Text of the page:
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Morphy Richards DRM review

It's a lot more than just a DAB radio

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Our Verdict

It's good to see that the manufacturer has ironed out its DAB problems with this stylish and assured digital radio

For

  • Versatile features

    Good sound quality

Against

  • No internal memory

    Tuning knob too small

    LCD too recessed

Unless you knew of its hidden talents, you'd never know this sleek black box was anything other than a great DAB radio. Behind its roster of novel features, such as playing MP3 files from a SD card or iPod, is a nifty tuning talent that makes it possible to listen to analogue radio stations from anywhere in the world.

Everyday use will be DAB, but delve into the menus and you'll find manual tuning that gets you access to MW, LW and SW. The system uses a digital radio mondiale (DRM) module that converts these analogue stations into digital format for clearer sound. There's no autotune, so you will have to manually trawl through the frequencies to find stations like BBC World Service or France's RTL.

Fringe benefits

Better still, the unit also benefits from a SD/MMC card slot and an electronic programme guide. It's possible to browse the EPG for up to seven days ahead and schedule recordings to be recorded - in MP2 format - onto a memory card, although note that no card is included in the box.

There's no internal memory either, so make sure you buy a memory card if you want to make any sort of recordings, including using the unit's dedicated controls for either recordings or pausing live radio.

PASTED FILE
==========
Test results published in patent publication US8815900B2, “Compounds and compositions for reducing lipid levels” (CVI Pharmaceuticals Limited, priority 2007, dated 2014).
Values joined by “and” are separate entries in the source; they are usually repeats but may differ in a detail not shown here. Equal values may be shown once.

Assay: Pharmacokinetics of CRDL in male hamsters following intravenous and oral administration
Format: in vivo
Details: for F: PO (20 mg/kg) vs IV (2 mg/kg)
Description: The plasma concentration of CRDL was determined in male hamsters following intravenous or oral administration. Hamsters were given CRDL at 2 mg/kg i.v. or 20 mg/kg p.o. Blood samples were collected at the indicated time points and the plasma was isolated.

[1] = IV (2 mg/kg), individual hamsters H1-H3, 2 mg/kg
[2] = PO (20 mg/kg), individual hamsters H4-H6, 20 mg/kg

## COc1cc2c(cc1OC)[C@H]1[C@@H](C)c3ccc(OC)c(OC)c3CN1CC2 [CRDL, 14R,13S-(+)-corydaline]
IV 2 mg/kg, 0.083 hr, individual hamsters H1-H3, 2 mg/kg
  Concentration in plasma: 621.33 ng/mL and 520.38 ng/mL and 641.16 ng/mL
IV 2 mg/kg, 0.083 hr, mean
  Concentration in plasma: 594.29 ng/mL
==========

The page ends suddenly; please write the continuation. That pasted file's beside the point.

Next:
When recording commences (only possible on DAB or DRM stations), the blue backlit LCD screen glows red. Note that it's not possible to rewind live radio, unless you're already recording it, and that you can only pause DAB radio for a little over five minutes (30mins for DRM stations).

If you accidentally choose to record while listening to an AM station, the unit should find the identical station on DAB, and start recording it.

In practice, this didn't work for us when selecting Radio 5 Live on AM.

Aside from its geographic and recording talents, the DRM radio is also versatile. A line in and line out in the radio's rear make it possible to attach an iPod, a laptop, PC or CD player, while also being able to route sound to an external amplifier if you so wish.

Quality street

Sound quality is crisp and precise, and although the DRM doesn't actually produce anything like CD-quality sound from LW or MW stations, music on DAB stations is well rounded and retains its coherence at high volumes.

The tuning knob is far too small for indulging in manual tuning, essential to the DRM aspect of this unit, and the blue LCD screen is set back too much, making it hard to read from anywhere other than at eyeline. But these are our only criticisms of what is a well constructed and fully featured digital radio.